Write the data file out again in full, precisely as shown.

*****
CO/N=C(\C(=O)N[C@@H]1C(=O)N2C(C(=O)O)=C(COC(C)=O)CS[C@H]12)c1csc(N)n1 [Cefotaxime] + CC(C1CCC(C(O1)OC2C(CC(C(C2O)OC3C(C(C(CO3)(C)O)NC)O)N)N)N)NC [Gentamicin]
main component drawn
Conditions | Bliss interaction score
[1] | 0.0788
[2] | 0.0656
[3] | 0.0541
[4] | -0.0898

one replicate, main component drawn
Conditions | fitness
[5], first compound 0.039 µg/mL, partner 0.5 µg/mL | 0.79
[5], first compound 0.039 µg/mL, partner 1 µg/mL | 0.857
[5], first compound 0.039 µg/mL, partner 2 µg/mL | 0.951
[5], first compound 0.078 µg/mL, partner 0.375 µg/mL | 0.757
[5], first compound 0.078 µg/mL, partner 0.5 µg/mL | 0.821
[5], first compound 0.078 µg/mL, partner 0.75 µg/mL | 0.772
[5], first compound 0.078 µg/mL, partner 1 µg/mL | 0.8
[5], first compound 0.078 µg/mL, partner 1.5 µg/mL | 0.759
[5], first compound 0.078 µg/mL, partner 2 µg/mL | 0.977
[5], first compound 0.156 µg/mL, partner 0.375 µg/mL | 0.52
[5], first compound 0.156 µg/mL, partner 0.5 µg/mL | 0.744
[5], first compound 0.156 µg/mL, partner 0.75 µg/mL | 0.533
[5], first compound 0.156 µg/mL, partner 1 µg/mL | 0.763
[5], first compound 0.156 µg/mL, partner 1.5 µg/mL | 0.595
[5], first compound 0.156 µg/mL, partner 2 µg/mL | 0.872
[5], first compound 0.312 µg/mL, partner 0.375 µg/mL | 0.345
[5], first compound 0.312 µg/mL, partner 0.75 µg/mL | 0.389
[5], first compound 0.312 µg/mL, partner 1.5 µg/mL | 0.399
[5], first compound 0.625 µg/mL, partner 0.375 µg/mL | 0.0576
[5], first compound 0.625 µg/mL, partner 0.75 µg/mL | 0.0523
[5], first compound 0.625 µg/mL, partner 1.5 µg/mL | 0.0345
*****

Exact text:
CO/N=C(\C(=O)N[C@@H]1C(=O)N2C(C(=O)O)=C(COC(C)=O)CS[C@H]12)c1csc(N)n1 [Cefotaxime] + CC(C1CCC(C(O1)OC2C(CC(C(C2O)OC3C(C(C(CO3)(C)O)NC)O)N)N)N)NC [Gentamicin]
main component drawn
Conditions | Bliss interaction score
[1] | 0.0788
[2] | 0.0656
[3] | 0.0541
[4] | -0.0898

one replicate, main component drawn
Conditions | fitness
[5], first compound 0.039 µg/mL, partner 0.5 µg/mL | 0.79
[5], first compound 0.039 µg/mL, partner 1 µg/mL | 0.857
[5], first compound 0.039 µg/mL, partner 2 µg/mL | 0.951
[5], first compound 0.078 µg/mL, partner 0.375 µg/mL | 0.757
[5], first compound 0.078 µg/mL, partner 0.5 µg/mL | 0.821
[5], first compound 0.078 µg/mL, partner 0.75 µg/mL | 0.772
[5], first compound 0.078 µg/mL, partner 1 µg/mL | 0.8
[5], first compound 0.078 µg/mL, partner 1.5 µg/mL | 0.759
[5], first compound 0.078 µg/mL, partner 2 µg/mL | 0.977
[5], first compound 0.156 µg/mL, partner 0.375 µg/mL | 0.52
[5], first compound 0.156 µg/mL, partner 0.5 µg/mL | 0.744
[5], first compound 0.156 µg/mL, partner 0.75 µg/mL | 0.533
[5], first compound 0.156 µg/mL, partner 1 µg/mL | 0.763
[5], first compound 0.156 µg/mL, partner 1.5 µg/mL | 0.595
[5], first compound 0.156 µg/mL, partner 2 µg/mL | 0.872
[5], first compound 0.312 µg/mL, partner 0.375 µg/mL | 0.345
[5], first compound 0.312 µg/mL, partner 0.75 µg/mL | 0.389
[5], first compound 0.312 µg/mL, partner 1.5 µg/mL | 0.399
[5], first compound 0.625 µg/mL, partner 0.375 µg/mL | 0.0576
[5], first compound 0.625 µg/mL, partner 0.75 µg/mL | 0.0523
[5], first compound 0.625 µg/mL, partner 1.5 µg/mL | 0.0345